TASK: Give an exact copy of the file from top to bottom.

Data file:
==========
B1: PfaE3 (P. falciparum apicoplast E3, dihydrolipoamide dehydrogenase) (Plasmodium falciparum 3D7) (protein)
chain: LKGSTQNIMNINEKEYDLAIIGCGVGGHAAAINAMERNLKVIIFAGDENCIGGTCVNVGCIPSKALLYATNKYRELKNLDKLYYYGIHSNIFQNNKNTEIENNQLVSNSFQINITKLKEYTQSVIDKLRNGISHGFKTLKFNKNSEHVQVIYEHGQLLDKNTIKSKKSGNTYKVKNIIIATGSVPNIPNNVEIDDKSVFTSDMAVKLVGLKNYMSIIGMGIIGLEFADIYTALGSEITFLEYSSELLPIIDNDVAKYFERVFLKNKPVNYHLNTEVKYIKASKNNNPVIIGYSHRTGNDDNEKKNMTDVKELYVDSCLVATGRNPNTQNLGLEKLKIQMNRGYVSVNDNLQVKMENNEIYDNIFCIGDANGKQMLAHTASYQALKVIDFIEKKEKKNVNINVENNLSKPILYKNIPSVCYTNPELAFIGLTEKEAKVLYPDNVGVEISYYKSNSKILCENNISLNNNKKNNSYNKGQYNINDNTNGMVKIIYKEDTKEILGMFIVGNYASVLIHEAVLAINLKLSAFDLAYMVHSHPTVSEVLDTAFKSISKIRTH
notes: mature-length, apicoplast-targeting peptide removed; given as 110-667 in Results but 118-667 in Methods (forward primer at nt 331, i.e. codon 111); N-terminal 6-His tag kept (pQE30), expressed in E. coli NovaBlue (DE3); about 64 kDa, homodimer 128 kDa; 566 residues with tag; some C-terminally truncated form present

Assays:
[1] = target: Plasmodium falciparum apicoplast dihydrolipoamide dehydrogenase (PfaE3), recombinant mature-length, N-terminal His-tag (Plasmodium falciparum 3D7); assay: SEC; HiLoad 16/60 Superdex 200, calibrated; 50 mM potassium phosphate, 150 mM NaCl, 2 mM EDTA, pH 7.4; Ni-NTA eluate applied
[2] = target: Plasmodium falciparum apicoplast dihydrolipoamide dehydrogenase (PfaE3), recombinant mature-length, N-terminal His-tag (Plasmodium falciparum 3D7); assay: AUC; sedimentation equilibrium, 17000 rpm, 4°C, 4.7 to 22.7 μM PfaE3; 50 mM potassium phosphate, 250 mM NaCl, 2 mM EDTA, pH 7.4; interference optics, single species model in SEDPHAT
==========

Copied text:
B1: PfaE3 (P. falciparum apicoplast E3, dihydrolipoamide dehydrogenase) (Plasmodium falciparum 3D7) (protein)
chain: LKGSTQNIMNINEKEYDLAIIGCGVGGHAAAINAMERNLKVIIFAGDENCIGGTCVNVGCIPSKALLYATNKYRELKNLDKLYYYGIHSNIFQNNKNTEIENNQLVSNSFQINITKLKEYTQSVIDKLRNGISHGFKTLKFNKNSEHVQVIYEHGQLLDKNTIKSKKSGNTYKVKNIIIATGSVPNIPNNVEIDDKSVFTSDMAVKLVGLKNYMSIIGMGIIGLEFADIYTALGSEITFLEYSSELLPIIDNDVAKYFERVFLKNKPVNYHLNTEVKYIKASKNNNPVIIGYSHRTGNDDNEKKNMTDVKELYVDSCLVATGRNPNTQNLGLEKLKIQMNRGYVSVNDNLQVKMENNEIYDNIFCIGDANGKQMLAHTASYQALKVIDFIEKKEKKNVNINVENNLSKPILYKNIPSVCYTNPELAFIGLTEKEAKVLYPDNVGVEISYYKSNSKILCENNISLNNNKKNNSYNKGQYNINDNTNGMVKIIYKEDTKEILGMFIVGNYASVLIHEAVLAINLKLSAFDLAYMVHSHPTVSEVLDTAFKSISKIRTH
notes: mature-length, apicoplast-targeting peptide removed; given as 110-667 in Results but 118-667 in Methods (forward primer at nt 331, i.e. codon 111); N-terminal 6-His tag kept (pQE30), expressed in E. coli NovaBlue (DE3); about 64 kDa, homodimer 128 kDa; 566 residues with tag; some C-terminally truncated form present

Assays:
[1] = target: Plasmodium falciparum apicoplast dihydrolipoamide dehydrogenase (PfaE3), recombinant mature-length, N-terminal His-tag (Plasmodium falciparum 3D7); assay: SEC; HiLoad 16/60 Superdex 200, calibrated; 50 mM potassium phosphate, 150 mM NaCl, 2 mM EDTA, pH 7.4; Ni-NTA eluate applied
[2] = target: Plasmodium falciparum apicoplast dihydrolipoamide dehydrogenase (PfaE3), recombinant mature-length, N-terminal His-tag (Plasmodium falciparum 3D7); assay: AUC; sedimentation equilibrium, 17000 rpm, 4°C, 4.7 to 22.7 μM PfaE3; 50 mM potassium phosphate, 250 mM NaCl, 2 mM EDTA, pH 7.4; interference optics, single species model in SEDPHAT